Meet with pipeline company within 30 days or decision will be made without you, Environmental Assessment Office says.
The office found Coastal GasLink had not provided the information needed to allow the office to assess the project’s impact.
But it said that was because the company had been prevented from accessing the area to gather the information by Wet’suwet’en opposed to the project.
Discussions between the Wet’suwet’en and Coastal GasLink are unlikely to be easy to arrange, if they happen at all.
Opposition to Coastal GasLink’s LNG pipeline by Wet’suwet’en hereditary chiefs and their supporters have thrown the country into a national crisis. Blockades have closed major highways and railways over the past two weeks.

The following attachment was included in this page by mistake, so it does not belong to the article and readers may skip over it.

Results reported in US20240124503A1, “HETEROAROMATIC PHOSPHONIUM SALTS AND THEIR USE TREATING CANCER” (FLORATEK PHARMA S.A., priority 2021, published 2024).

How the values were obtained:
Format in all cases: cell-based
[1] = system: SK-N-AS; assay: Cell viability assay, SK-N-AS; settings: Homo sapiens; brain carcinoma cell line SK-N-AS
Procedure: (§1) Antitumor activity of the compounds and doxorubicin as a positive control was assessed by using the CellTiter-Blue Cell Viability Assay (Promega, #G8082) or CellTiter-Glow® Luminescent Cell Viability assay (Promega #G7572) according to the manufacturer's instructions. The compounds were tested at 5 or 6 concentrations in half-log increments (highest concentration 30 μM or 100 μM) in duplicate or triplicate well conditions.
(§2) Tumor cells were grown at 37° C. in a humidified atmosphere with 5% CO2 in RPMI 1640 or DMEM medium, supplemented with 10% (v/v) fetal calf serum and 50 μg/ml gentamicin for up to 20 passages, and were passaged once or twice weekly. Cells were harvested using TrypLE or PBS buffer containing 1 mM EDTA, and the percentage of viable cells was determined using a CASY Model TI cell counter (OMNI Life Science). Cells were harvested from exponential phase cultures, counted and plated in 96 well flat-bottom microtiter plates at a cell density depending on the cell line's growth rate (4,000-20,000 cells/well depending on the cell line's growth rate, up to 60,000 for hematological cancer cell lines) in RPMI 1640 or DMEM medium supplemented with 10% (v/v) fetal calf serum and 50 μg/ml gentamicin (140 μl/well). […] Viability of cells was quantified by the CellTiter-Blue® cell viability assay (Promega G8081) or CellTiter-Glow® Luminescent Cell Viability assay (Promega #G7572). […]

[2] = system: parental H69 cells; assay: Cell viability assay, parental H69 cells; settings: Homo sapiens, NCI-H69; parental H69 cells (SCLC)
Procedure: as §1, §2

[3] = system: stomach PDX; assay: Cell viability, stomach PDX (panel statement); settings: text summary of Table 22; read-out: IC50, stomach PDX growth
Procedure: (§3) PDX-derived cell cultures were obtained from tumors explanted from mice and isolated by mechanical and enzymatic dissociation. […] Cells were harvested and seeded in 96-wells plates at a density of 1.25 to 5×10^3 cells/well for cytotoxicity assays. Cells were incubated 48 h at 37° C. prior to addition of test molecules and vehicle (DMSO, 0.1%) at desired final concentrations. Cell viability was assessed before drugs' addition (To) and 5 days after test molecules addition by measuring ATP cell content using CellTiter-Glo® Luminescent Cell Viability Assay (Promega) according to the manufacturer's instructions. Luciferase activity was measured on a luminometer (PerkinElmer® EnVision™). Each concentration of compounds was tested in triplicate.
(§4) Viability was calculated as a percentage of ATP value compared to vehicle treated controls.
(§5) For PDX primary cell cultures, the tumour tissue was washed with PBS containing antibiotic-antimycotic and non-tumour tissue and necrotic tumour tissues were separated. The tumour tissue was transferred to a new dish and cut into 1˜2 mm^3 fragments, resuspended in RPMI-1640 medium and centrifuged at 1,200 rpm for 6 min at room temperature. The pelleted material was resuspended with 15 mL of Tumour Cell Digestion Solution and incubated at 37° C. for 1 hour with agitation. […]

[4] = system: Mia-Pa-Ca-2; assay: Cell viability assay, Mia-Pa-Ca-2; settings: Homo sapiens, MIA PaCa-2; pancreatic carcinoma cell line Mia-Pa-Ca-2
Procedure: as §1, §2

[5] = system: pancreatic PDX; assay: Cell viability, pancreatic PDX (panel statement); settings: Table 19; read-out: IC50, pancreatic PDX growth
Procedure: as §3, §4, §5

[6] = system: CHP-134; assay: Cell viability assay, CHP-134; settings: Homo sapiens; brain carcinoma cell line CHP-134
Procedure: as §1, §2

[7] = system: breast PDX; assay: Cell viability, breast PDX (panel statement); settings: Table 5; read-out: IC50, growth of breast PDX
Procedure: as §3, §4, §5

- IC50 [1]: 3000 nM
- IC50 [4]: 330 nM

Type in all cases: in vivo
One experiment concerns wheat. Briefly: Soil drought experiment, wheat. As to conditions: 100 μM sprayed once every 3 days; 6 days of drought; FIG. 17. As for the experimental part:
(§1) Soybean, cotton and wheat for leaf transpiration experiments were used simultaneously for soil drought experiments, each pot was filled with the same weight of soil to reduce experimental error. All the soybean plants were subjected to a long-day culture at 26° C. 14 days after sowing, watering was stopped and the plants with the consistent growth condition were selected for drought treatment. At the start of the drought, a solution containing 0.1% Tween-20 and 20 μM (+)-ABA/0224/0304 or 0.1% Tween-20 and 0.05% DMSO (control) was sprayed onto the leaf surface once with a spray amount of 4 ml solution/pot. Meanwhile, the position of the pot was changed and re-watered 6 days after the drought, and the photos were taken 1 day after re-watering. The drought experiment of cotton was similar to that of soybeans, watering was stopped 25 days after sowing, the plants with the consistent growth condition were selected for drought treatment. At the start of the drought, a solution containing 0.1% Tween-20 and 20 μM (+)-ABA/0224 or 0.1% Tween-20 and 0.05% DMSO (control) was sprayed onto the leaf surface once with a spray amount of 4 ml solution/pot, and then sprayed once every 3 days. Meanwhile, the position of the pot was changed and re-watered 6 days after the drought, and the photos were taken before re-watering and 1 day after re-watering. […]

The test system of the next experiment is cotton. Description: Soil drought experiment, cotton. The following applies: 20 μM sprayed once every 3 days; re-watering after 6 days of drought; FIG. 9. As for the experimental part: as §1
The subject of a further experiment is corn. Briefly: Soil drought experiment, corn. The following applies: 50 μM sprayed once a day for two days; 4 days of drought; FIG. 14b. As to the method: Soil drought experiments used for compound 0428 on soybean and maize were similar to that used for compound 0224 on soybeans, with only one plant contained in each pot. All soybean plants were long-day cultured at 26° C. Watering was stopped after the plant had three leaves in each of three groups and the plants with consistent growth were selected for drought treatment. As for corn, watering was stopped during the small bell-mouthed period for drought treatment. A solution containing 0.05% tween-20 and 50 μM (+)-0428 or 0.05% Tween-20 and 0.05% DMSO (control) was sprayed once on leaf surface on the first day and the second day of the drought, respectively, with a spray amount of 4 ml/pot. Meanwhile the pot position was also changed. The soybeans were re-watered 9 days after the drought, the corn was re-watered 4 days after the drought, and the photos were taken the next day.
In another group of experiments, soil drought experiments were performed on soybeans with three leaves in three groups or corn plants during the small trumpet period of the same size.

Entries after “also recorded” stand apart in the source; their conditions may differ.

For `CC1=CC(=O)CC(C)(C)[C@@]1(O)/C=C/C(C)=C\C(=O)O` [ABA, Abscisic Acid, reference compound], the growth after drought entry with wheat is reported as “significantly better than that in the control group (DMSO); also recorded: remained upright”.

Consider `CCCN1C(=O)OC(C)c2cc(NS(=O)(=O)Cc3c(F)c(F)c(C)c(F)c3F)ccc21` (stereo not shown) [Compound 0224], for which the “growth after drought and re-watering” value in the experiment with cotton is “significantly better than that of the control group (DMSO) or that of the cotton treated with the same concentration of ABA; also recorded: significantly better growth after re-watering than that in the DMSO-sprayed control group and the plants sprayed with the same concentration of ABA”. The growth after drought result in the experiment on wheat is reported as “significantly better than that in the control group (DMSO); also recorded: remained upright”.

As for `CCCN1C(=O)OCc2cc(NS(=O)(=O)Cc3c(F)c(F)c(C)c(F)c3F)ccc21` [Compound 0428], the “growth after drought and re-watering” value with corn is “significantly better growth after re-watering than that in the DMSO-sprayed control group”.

On Friday, Trudeau said the barricades erected across the country should now be removed.
The nationwide protests were initiated when the RCMP enforced an injunction by removing barricades and arresting 28 people along the Morice West Forest Service Road over five days earlier this month.
Seven of those were arrested at the Unist’ot’en Healing Centre, including Karla Tait, volunteer director of clinical programming.
In a news release, Tait questioned the timing of the province’s directive.
“It is very distressing, after we’ve faced assault rifles and endured arrests at the beckoning of CGL, to now be advised by EAO to work collaboratively with them to address these gaps. We urge the province to take this opportunity to respect the rule of law and follow the processes laid out to protect both our rights and the environment,” Tait’s statement said.
…click on the above link to read the rest of the article…